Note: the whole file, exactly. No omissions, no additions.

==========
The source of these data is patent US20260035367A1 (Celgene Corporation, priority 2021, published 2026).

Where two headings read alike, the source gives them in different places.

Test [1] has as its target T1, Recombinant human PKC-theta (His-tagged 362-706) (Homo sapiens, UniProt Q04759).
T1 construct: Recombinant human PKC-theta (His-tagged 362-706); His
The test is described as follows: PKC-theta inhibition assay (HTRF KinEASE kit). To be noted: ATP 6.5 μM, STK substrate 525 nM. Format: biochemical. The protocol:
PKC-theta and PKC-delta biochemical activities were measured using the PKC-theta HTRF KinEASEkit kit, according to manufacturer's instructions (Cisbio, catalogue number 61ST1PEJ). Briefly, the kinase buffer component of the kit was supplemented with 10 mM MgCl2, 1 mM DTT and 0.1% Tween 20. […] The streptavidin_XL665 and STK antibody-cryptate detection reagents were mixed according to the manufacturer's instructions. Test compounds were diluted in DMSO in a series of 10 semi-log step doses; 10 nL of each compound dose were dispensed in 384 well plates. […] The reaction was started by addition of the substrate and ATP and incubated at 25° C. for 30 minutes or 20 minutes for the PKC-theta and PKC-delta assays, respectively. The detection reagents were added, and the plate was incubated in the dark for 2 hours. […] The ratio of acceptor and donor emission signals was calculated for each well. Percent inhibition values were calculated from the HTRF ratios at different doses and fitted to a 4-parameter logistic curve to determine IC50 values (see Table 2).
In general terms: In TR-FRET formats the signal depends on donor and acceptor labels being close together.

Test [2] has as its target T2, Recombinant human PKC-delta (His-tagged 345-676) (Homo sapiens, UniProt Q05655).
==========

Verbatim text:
The source of these data is patent US20260035367A1 (Celgene Corporation, priority 2021, published 2026).

Where two headings read alike, the source gives them in different places.

Test [1] has as its target T1, Recombinant human PKC-theta (His-tagged 362-706) (Homo sapiens, UniProt Q04759).
T1 construct: Recombinant human PKC-theta (His-tagged 362-706); His
The test is described as follows: PKC-theta inhibition assay (HTRF KinEASE kit). To be noted: ATP 6.5 μM, STK substrate 525 nM. Format: biochemical. The protocol:
PKC-theta and PKC-delta biochemical activities were measured using the PKC-theta HTRF KinEASEkit kit, according to manufacturer's instructions (Cisbio, catalogue number 61ST1PEJ). Briefly, the kinase buffer component of the kit was supplemented with 10 mM MgCl2, 1 mM DTT and 0.1% Tween 20. […] The streptavidin_XL665 and STK antibody-cryptate detection reagents were mixed according to the manufacturer's instructions. Test compounds were diluted in DMSO in a series of 10 semi-log step doses; 10 nL of each compound dose were dispensed in 384 well plates. […] The reaction was started by addition of the substrate and ATP and incubated at 25° C. for 30 minutes or 20 minutes for the PKC-theta and PKC-delta assays, respectively. The detection reagents were added, and the plate was incubated in the dark for 2 hours. […] The ratio of acceptor and donor emission signals was calculated for each well. Percent inhibition values were calculated from the HTRF ratios at different doses and fitted to a 4-parameter logistic curve to determine IC50 values (see Table 2).
In general terms: In TR-FRET formats the signal depends on donor and acceptor labels being close together.

Test [2] has as its target T2, Recombinant human PKC-delta (His-tagged 345-676) (Homo sapiens, UniProt Q05655).